By the power of God] Much seen in the saints’ perseverance. "My Father is stronger than all; none therefore can take you out of my hands, since I and the Father are one," John 10:29-30.


Verse 6

6 Wherein ye greatly rejoice, though now for a season, if need be, ye are in heaviness through manifold temptations:

Ver. 6. Wherein ye greatly rejoice] Gr. αγαλλιασθε, ye dance for joy, ye dance a galliard, or as children do about a bonfire; ye cannot but express your inward joy in your countenance, voice, and gesture.

If need be, ye are in heaviness] When our hearts grow a grain too light, God seeth it but needful to make us heavy through manifold temptations. When our water (as it were) looks but a little too high, our heavenly Father, a physician no less cunning than loving (saith Bayn), doth discern it, and quickly fits us, whom he most tendereth, with that which will reduce all to the healthful temper of a broken spirit.


Verse 7

7 That the trial of your faith, being much more precious than of gold that perisheth, though it be tried with fire, might be found unto praise and honour and glory at the appearing of Jesus Christ:

Ver. 7. That the trial of your faith] If affliction (which is the trial of our faith) be so exceeding precious, what is faith then, and the promises whereon faith lays hold? There are those who by the trial of faith understand here a well tried faith, which is called "gold tried in the fire," Revelation 3:18.


Verse 8

8 Whom having not seen, ye love; in whom, though now ye see him not, yet believing, ye rejoice with joy unspeakable and full of glory:

Ver. 8. Whom having not seen] They had not been, belike, at the feast of the Passover (at which time our Saviour suffered), but came up to the feast of Pentecost, and were converted, Acts 2:7-11; Acts 2:41.

And full of glory] Gr. δεδοξασμενη, glorified already; a piece of God’s kingdom and heaven’s happiness beforehand. Oh, the joy! the joy! the inexpressible joy that I find in my soul! said a dying saint.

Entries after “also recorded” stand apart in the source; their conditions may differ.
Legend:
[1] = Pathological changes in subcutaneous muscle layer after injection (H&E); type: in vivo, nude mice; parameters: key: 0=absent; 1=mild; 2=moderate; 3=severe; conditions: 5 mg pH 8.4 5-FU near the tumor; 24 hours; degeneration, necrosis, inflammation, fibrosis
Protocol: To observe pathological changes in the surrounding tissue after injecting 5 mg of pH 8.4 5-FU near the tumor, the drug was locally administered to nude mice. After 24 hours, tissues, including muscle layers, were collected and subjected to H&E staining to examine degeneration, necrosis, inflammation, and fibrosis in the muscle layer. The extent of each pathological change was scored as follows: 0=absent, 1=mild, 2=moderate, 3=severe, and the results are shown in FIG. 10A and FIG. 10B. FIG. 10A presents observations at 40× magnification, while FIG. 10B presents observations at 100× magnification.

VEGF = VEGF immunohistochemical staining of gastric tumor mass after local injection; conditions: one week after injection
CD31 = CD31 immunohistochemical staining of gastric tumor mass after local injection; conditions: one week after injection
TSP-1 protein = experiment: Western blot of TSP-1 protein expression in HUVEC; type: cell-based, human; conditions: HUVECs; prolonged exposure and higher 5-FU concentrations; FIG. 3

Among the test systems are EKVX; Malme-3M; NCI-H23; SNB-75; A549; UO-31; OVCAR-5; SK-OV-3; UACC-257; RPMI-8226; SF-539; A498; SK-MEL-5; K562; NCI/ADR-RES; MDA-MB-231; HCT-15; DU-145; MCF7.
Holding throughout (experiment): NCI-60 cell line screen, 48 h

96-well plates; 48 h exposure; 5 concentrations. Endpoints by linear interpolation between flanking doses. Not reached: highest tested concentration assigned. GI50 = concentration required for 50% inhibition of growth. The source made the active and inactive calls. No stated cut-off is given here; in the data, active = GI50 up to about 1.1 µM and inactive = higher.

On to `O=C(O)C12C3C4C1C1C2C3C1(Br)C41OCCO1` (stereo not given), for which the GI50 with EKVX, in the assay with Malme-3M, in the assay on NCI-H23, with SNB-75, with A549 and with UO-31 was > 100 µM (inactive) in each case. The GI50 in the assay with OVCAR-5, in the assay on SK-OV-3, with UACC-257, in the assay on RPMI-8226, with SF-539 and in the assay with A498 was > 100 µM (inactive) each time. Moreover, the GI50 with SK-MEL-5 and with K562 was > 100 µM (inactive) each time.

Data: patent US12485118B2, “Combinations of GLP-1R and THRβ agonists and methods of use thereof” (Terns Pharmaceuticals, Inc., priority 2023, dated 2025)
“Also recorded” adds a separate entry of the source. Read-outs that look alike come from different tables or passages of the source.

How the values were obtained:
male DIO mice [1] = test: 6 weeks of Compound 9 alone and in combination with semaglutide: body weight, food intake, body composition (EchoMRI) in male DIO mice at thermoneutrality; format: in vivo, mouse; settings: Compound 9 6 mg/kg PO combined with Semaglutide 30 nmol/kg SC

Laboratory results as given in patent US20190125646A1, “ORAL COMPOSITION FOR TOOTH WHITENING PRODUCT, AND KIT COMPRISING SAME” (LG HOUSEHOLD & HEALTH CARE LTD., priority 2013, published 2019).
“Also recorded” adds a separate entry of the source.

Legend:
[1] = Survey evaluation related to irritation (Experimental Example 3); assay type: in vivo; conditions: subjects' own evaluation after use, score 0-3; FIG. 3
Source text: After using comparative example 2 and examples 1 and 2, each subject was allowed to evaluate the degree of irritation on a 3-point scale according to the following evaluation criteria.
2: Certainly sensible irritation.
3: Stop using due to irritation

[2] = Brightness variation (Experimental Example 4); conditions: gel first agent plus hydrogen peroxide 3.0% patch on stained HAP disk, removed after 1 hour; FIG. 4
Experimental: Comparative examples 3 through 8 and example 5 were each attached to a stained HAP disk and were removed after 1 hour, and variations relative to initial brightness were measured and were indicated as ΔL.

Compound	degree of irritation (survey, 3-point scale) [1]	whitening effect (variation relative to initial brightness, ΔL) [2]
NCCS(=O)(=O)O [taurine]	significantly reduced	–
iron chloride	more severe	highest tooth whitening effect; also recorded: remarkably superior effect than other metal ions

Verse 9

9 Receiving the end of your faith, even the salvation of your souls.

Ver. 9. The end of your faith] The period and perfection, the reward and meed of it, in all fulness. See Psalms 19:12; Proverbs 22:4. Some grapes of Canaan God gave them beforehand, to sustain them, not to satisfy them.


Verse 10

10 Of which salvation the prophets have enquired and searched diligently, who prophesied of the grace that should come unto you:

Ver. 10. The prophets have inquired] This highly sets forth the weight and worth of it, since such men took such pains upon it. Base spirits are busied about light matters; as Domitian spent his time in catching flies, Artaxerxes in making knife hafts; not so Caleb, "who had another spirit, and followed God wholly," Numbers 14:24. So did the ancient prophets, as Isaiah: while the merry Greeks were taken up at their Olympic games in the year 1590 from the Flood, the prophet Isaiah seeth that heavenly vision of Christ sitting on his throne, and heareth that thrice happy Trisagion, Isaiah 6:1-3. (Buchol. Chron.) And in this disquisition and scrutiny, the prophets with singular desire and industry exercised themselves, as the two compound Greek words, εκζητειν, εξερευναν, used in the next verse, do import.


Verse 11

11 Searching what, or what manner of time the Spirit of Christ which was in them did signify, when it testified beforehand the sufferings of Christ, and the glory that should follow.

Ver. 11. Searching what, &c.] ερευνωντες, with greatest sagacity and industry, as hunters seek for game, and as men seek for gold in the very mines of the earth.

The sufferings of Christ, &c.] Macarius was utterly out in saying that the prophets knew that Christ should be born for man’s redemption, but that they knew nothing of his death and sufferings. Isaiah writes of them more like an evangelist than a prophet, and is therefore called the "evangelical prophet."


Verse 12

12 Unto whom it was revealed, that not unto themselves, but unto us they did minister the things, which are now reported unto you by them that have preached the gospel unto you with the Holy Ghost sent down from heaven; which things the angels desire to look into.